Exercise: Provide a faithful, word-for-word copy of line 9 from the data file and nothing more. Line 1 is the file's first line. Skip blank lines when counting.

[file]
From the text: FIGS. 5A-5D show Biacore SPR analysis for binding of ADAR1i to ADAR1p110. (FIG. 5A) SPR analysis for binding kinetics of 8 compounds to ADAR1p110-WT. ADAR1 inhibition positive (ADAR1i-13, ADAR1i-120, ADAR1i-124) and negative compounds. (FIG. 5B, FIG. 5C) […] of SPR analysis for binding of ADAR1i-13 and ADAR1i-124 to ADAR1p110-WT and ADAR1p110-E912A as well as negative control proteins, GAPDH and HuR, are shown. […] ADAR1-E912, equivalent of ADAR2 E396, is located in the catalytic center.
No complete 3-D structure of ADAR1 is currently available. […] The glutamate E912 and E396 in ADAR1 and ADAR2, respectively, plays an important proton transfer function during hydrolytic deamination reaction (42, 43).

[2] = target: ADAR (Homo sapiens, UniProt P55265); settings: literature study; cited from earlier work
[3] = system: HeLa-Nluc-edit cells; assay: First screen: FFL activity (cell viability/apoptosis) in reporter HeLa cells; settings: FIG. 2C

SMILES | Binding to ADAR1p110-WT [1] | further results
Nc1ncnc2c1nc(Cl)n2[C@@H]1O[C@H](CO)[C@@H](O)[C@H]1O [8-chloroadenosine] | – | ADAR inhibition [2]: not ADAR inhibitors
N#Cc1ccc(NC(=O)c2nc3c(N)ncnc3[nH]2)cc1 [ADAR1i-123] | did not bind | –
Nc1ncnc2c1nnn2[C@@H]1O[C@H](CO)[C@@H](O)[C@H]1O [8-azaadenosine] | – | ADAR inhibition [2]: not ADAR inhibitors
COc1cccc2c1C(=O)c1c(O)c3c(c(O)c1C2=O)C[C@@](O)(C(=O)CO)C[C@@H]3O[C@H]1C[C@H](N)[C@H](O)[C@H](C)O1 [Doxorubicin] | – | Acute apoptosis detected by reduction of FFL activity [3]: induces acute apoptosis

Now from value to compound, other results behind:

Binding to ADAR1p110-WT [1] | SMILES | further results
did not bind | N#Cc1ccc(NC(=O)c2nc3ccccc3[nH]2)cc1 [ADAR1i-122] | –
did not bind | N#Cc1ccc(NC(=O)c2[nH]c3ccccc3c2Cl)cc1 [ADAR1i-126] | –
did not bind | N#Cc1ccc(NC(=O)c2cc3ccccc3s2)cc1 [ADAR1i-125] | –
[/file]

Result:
COc1cccc2c1C(=O)c1c(O)c3c(c(O)c1C2=O)C[C@@](O)(C(=O)CO)C[C@@H]3O[C@H]1C[C@H](N)[C@H](O)[C@H](C)O1 [Doxorubicin] | – | Acute apoptosis detected by reduction of FFL activity [3]: induces acute apoptosis